12B.4 WRF simulations of north flow across the Alaska Peninsula: General characteristics of wakes, jets and mountain waves

Thursday, 27 January 2011: 12:00 AM
615-617 (Washington State Convention Center)
John M. Papineau, NOAA/NWSFO, Anchorage, AK

Satellite imagery frequently reveals complex air flow patterns to the lee of the Alaska Peninsula during episodes of north winds as evidenced by the presence of wave clouds and vortices. The terrain on the southern half of the Alaska Peninsula and Unimak Islands which is the focus of this study consists of a number of strato-volcanoes of varying heights (1000-2800 m), either in isolation (Frosty Peak) or connected by a ridge line (Mt. Shishaldin-Mt. Isanotski-Mt. Roundtop). This provides a unique opportunity to study the impact that adjacent terrain of varying height and aspect ratio have on the lower tropospheric flows. Northerly wind episodes are characterized by strong low-level inversions at or near the top of the terrain with upstream wind speeds on the order of 10-15 ms-1. Positive or negative wind shear in or near these inversions adds a level of complexity to the response of the air moving over the terrain.

Using a series of WRF simulations the nature of air movement over the terrain is investigated within the nondimensional mountain height parameter space of 0.7-3.0. In general, the results of this study are in agreement with the numerous studies of a similar nature but which have used idealized terrain as well as homogenous upstream wind and temperature profiles. The main results indicate the importance of the distance between the base of the inversion and the top of the terrain to the nature of the flow downstream. Significant differences in flow properties are generated downstream of the various terrain features due to subtle changes in the height and strength of the inversion as well as in wind shear.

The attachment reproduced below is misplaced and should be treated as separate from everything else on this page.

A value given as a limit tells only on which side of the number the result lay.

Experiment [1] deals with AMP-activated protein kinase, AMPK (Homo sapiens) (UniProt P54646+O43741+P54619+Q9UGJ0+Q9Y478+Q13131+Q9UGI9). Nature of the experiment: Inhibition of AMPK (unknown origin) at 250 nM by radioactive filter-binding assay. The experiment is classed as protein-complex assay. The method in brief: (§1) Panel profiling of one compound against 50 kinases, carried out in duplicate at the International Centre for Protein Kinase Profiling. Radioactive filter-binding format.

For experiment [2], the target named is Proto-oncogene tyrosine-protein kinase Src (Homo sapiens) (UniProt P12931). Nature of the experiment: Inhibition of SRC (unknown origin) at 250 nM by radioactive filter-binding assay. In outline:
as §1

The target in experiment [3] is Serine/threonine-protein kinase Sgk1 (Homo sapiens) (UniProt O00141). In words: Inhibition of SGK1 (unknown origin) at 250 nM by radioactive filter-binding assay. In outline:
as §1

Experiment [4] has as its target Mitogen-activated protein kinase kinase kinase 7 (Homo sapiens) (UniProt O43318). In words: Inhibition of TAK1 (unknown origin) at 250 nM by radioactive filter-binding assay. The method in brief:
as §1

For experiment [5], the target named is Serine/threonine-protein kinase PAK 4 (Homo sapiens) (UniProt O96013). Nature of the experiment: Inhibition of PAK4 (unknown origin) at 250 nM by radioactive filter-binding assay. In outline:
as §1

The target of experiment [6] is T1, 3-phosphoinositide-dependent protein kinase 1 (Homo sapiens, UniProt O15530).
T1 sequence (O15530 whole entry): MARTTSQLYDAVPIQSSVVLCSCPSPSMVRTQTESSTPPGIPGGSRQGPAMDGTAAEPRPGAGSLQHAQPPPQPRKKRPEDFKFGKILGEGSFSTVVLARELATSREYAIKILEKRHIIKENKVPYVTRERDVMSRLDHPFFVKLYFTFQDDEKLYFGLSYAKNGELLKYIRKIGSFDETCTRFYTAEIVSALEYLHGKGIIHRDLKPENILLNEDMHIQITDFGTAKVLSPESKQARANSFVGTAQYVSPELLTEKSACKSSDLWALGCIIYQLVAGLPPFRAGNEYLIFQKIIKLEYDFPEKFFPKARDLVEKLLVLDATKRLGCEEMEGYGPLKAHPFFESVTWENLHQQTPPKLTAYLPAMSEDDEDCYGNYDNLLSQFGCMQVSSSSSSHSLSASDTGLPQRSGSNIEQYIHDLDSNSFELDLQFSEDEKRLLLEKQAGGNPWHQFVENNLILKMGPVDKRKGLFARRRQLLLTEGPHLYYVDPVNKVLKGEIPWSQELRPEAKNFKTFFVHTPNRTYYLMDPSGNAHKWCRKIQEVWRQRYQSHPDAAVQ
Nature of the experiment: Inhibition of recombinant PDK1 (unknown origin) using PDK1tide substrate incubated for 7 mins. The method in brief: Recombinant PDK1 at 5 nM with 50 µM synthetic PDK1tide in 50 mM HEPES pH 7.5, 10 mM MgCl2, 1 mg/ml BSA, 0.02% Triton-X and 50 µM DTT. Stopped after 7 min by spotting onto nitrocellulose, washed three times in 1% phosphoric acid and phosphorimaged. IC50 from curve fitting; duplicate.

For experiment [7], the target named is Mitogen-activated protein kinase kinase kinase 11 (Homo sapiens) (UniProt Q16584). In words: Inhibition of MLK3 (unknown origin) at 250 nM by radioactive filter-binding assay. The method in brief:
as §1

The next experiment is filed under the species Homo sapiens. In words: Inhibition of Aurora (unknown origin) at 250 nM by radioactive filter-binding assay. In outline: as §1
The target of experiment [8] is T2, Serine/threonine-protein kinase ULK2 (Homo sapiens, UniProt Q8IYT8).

Specifically, the model indicates that wakes form in association with either strong or weak vertical vorticity (curl). Wave breaking typically generates wakes which contain stagnation and reverse flow; however, wakes of significant size also form in cases where mountain waves do not break. In addition, wake intensity and spatial extent can vary significantly in the vertical. If the base of an inversion descends below the crest of a mountain the flow impinging the upper mountain is diverted laterally (flow-splitting) with the result that the wake maybe weaker than when the base of the inversion was higher. As a rule-of-thumb the length of a wake extends 5-8 mountain half-widths downstream while the minima speed within a wake typically occurs 500-1000 m AGL but may vary at times. Jets emanating from sea-level gaps typically range from 150-200% of the upstream wind speed but values in excess of 250% can occur at times. In general, lee-side wind speeds evolve during the lifetime of a particular event and are difficult to categorize by one or two flow parameters.

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